Beverages were in abundance with finely brewed beers from BASS HARBOR LIGHT and NEWCASTLE LIGHT. There was also some Irish cream which came from Ireland’s BAILY LIGHT and some rare scotch from SCOTCH CAP LIGHT and an assortment of
brandies and wines from BRANDYWINE SHOAL LIGHT.
When all sat down, a thanksgiving prayer was said by the Bishop from BISHOP & CLERKS LIGHT and everyone enjoyed a wonderful Thanksgiving dinner.
Re: Funny Stories
@DaveMcK Very clever indeed.
Re: Funny Stories
He worked hard every day of his life, which left him feeling entitled to the money he had earned. He felt no desire to give it away. He wanted to keep it to himself.
Guided by that line of thinking, when it came time for him to ask a dying wish, he asked his wife to bury him with the remainder of his money. She wasn't into the idea of granting him his miserly wish, so she came up with another brilliant idea.
“There was a man who had worked all of his life and has saved all of his money," his widow wrote. "He was a real cheapskate when it came to his money. He loved money more than just about anything, and just before he died, he said to his wife, 'Now listen, when I die I want you to take all my money and place it in the casket with me. Because I want to take all my money to the after life.'
She promised him that she would bury him with all his money in the casket with him. And then he died. As the ceremony was coming to a close, the undertakers began to close his casket. Before they could his wife yelled out "Wait a minute!" She had a shoebox with her, which she placed in his casket. The undertakers locked the casket and rolled it away.Her friend said to her, 'I hope you weren't crazy enough to put all that money in there with that stingy old man.' She said, 'Yes, I promised. I'm a good Christian, I can't lie. I promised him that I was to put that money in that casket with him.' 'You mean to tell me you put every cent of his money in the casket with him?' 'I sure did,' said the widow. 'I got it all together, put it into my account and I wrote him a check.' Clever!
Re: Funny Stories
@DaveMcK Alrightythen! Walk a lot and stop making left turns. Got it.
Re: Funny Stories
I hope everyone enjoys this as I did and here it is;
I hope you enjoy this as much as I did. This is a story of an aging couple told by their son who was President of NBC NEWS.
This is a wonderful piece by Michael Gartner, editor of newspapers large and small and president of NBC News. In 1997, he won the Pulitzer Prize for editorial writing. It is well worth reading, and a few good chuckles are guaranteed. Here goes...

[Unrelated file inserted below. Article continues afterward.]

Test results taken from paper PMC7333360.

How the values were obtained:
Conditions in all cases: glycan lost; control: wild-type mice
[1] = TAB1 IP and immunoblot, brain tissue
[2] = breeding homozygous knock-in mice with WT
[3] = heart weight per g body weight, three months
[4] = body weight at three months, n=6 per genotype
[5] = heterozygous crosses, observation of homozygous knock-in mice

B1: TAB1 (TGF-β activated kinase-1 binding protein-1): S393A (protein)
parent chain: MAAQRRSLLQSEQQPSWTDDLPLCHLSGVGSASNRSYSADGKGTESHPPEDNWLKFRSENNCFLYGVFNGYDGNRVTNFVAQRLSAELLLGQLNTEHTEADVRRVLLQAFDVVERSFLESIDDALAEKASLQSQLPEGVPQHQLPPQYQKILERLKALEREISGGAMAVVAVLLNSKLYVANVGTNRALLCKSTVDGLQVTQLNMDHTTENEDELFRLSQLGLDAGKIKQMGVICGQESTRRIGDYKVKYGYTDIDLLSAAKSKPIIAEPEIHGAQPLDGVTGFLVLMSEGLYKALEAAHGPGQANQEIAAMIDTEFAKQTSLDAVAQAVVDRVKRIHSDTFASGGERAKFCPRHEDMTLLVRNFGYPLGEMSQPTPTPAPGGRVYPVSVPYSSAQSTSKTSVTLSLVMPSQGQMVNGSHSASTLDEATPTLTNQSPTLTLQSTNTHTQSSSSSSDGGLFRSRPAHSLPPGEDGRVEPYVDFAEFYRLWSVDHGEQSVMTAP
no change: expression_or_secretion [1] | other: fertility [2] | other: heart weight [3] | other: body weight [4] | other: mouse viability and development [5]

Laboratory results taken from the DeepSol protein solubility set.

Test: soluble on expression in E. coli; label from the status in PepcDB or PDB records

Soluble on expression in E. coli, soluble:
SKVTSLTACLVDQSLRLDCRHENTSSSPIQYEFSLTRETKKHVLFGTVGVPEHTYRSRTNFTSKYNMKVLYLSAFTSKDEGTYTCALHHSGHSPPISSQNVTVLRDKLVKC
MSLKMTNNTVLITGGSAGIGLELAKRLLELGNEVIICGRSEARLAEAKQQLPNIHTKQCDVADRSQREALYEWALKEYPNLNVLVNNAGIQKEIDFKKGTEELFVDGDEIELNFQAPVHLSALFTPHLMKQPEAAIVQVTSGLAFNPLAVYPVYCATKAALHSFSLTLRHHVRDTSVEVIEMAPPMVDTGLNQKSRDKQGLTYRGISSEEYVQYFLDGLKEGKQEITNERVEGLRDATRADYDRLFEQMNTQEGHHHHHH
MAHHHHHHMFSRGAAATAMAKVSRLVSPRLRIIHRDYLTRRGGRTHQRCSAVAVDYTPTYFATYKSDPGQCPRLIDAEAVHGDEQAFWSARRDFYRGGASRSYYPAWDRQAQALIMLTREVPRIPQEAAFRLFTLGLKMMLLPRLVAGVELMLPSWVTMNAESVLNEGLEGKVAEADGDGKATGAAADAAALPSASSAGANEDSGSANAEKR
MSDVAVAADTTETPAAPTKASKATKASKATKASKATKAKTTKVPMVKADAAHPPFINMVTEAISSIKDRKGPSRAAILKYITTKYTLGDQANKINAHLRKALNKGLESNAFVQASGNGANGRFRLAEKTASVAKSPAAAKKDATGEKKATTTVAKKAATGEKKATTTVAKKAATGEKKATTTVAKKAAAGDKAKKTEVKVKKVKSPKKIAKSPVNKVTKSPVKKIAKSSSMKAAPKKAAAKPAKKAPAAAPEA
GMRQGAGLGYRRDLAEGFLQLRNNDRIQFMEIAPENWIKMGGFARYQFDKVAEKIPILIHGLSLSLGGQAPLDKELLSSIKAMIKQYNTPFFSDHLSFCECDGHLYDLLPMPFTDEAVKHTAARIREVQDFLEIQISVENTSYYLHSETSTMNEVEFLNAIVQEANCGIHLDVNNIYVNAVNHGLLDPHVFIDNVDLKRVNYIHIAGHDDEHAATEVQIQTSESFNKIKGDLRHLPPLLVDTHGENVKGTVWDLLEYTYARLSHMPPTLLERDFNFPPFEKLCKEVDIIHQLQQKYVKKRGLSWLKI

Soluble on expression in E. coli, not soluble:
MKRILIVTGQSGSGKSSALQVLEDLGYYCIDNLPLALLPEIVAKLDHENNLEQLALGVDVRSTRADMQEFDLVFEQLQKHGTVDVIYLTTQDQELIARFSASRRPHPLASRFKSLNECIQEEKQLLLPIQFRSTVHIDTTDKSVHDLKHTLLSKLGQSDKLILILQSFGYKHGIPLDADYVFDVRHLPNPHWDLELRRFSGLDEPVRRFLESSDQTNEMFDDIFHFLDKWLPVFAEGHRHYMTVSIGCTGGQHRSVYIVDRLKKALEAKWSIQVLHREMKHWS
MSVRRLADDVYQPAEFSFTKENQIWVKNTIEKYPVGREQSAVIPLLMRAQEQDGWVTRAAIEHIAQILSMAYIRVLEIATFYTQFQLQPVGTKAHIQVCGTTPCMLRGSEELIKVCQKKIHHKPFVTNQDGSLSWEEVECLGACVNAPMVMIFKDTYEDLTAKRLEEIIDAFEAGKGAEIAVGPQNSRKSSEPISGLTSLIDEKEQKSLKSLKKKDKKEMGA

My father never drove a car. Well, that's not quite right. I should say Inever saw him drive a car.
He quit driving in 1927, when he was 25 years old, and the last car he drove was a 1926 Whippet.
"In those days," he told me when he was in his 90s, "to drive a car you had to do things with your hands, and do things with your feet, and look every which way, and I decided you could walk through life and enjoy it or drive through life and miss it."
At which point my mother, a sometimes salty Irishwoman, chimed in:"Oh, bull **bleep**!" she said. "He hit a horse."
"Well," my father said, "there was that, too."
So my brother and I grew up in a household without a car. The neighbors all had cars -- the Kollingses next door had a green 1941 Dodge, the VanLaninghams across the street a gray 1936 Plymouth, the Hopsons two doors down a black 1941 Ford -- but we had none.
My father, a newspaperman in Des Moines , would take the streetcar to work and, often as not, walk the 3 miles home. If he took the streetcar home, my mother and brother and I would walk the three blocks to the streetcar stop,meet him and walk home together.
My brother, David, was born in 1935, and I was born in 1938, and sometimes,at dinner, we'd ask how come all the neighbors had cars but we had none. "No one in the family drives," my mother would explain, and that was that.
But, sometimes, my father would say, "But as soon as one of you boys turns 16, we'll get one." It was as if he wasn't sure which one of us would turn 16 first.
But, sure enough, my brother turned 16 before I did, so in 1951 my parents bought a used 1950 Chevrolet from a friend who ran the parts department at a Chevy dealership downtown.
It was a four-door, white model, stick shift, fender skirts, loaded with everything, and, since my parents didn't drive, it more or less became my brother's car.
Having a car but not being able to drive didn't bother my father, but it didn't make sense to my mother.
So in 1952, when she was 43 years old, she asked a friend to teach her to drive. She learned in a nearby cemetery, the place where I learned to drive the following year and where, a generation later, I took my two sons to practice driving. The cemetery probably was my father's idea. "Who can your mother hurt in the cemetery?" I remember him saying more than once.
For the next 45 years or so, until she was 90, my mother was the driver in the family. Neither she nor my father had any sense of direction, but he loaded up on maps -- though they seldom left the city limits -- and appointed himself navigator. It seemed to work.
Still, they both continued to walk a lot. My mother was a devout Catholic, and my father an equally devout agnostic, an arrangement that didn't seem to bother either of them through their 75 years of marriage.